Aarati Krishnan

Time to reboot company AGMs

Aarati Krishnan | Updated on August 30, 2018

The outdated format for conduct of AGMs is impeding retail shareholders’ efforts at securing justice

Until recently, Annual General Meetings (AGMs) of Indian companies were frustrating affairs for those keen to see shareholder democracy in action.

AGMs usually began with shareholders thronging the snack counters at the venue, with attendance thinning out the moment official proceedings began. Serious investors who sat through them, were treated to lackeys singing long paeans to the management or predictable questions about the next bonus issue.

But the last couple of AGM seasons for India Inc have turned out to be lively affairs, with some shareholders raising their voice on pertinent governance issues.

Speaking up

The AGM of Infosys Technologies this June stretched out into a three-hour affair after many shareholders grilled the management on the Panaya sell-off, its loss-making subsidiaries and CEO changes. The July AGM of Kesoram Industries saw a minority shareholder, Janardan Kothari, present an in-depth financial investigation into its slump sale of manufacturing assets to related parties.

The recent AGM of Larsen & Toubro saw an employee-shareholder protest a decision to set up a cancer hospital on company property as a memorial to the Chairman’s relative.

Lest you dismiss these as one-off instances, voting patterns at Indian AGMs show clear signs of retail investors taking a more active role in corporate affairs. Ever since the Companies Act 2013 made it mandatory for widely-held companies (more than a 1,000 shareholders) to offer electronic voting facilities as an alternative to postal ballots, retail investors have actively used these votes to make their voice heard at AGMs.

This year, debt-heavy Suzlon Energy saw its special resolution for new fund-raising being voted out by individual shareholders.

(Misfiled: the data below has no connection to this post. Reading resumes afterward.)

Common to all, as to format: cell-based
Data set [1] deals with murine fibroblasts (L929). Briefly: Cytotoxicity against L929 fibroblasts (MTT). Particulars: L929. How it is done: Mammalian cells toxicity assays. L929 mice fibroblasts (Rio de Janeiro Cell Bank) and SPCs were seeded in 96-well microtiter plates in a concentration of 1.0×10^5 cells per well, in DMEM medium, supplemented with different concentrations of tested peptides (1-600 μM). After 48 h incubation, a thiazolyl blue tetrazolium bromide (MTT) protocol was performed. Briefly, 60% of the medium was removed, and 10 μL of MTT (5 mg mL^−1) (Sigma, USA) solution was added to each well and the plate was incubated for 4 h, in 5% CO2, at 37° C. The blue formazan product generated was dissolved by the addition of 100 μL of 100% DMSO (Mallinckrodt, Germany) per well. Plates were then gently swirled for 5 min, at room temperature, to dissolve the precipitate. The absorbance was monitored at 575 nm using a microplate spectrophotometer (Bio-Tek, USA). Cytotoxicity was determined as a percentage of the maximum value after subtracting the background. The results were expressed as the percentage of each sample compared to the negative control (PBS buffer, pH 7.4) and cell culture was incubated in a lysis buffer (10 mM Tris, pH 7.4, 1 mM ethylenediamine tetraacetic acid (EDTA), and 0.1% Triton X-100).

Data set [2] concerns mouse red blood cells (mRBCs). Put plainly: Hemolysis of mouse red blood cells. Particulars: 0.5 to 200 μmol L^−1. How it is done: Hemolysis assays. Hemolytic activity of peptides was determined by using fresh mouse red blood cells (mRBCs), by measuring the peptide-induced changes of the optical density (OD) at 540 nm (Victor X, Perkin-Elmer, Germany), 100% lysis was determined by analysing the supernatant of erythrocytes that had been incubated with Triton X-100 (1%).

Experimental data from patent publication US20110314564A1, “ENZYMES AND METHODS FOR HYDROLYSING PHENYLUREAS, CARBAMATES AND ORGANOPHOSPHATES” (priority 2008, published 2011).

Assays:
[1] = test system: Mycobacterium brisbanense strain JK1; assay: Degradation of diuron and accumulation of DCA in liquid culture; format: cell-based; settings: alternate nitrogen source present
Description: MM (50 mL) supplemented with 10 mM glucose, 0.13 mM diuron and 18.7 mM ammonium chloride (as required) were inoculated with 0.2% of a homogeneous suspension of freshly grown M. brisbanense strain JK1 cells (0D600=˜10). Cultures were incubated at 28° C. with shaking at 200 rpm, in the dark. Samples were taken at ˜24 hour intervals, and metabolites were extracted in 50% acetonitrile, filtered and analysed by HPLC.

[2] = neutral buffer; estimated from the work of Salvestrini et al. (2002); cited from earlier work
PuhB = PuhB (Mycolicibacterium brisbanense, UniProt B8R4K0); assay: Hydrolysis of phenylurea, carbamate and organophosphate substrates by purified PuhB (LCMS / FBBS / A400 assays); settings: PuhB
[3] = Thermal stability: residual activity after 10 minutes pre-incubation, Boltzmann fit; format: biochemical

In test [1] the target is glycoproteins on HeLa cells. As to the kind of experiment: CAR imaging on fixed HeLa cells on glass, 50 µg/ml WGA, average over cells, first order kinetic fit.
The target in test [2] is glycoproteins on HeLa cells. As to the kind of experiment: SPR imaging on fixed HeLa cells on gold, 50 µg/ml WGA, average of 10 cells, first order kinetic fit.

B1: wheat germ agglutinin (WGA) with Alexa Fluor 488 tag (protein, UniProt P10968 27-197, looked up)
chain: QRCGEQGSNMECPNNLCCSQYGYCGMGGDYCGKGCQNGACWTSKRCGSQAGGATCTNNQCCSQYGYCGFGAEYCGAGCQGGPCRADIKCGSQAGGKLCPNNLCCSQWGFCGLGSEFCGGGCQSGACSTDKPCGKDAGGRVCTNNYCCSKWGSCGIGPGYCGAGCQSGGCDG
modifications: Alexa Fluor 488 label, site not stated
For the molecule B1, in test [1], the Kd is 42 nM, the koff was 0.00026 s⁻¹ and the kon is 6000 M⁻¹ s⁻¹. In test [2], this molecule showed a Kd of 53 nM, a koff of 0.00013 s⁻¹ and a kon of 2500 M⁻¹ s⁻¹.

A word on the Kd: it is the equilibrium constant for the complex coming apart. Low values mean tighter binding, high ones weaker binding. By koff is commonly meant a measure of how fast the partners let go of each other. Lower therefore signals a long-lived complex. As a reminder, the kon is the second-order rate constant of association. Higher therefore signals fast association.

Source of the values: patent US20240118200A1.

InGovern Services, a proxy advisory firm, noted that 2017 was a ‘tipping point’ for shareholder activism, with as many as 45 companies out of the top 100 companies facing 20 per cent dissenting votes on at least one AGM proposal.

Archaic format

Unfortunately, even as retail shareholders are showing a lively interest in corporate governance, the outdated format for the conduct of AGMs in India is actively impeding their efforts at securing justice. Most Indian companies use only a physical format for conducting AGMs.

The in-person meeting format suffers from obvious shortcomings. One, while individual shareholders are free to raise uncomfortable questions at the AGM, company officials are wont to ignore them or even to evict ‘trouble-making’ shareholders.

It was only after Kothari’s speech was widely shared on Twitter, reported in Moneylife and caught the attention of the stock exchanges, that Kesoram Industries came up with a detailed explanation of its related-party deals. L&T’s board called in security marshals to evict protesting shareholders from its recent AGM.

Two, company AGMs are closed-door affairs. Therefore, shareholders who aren’t physically present at the meeting have no means of knowing what transpired.

Three, smart companies deploy other weapons to thin out AGM attendance too. They hold AGMs in god-forsaken locations, choose inconvenient times during a working day, or bunch up meetings at the nth hour so that shareholders are forced to skip them. Last year, over 2,200 companies bunched up their AGMs in the last week of September.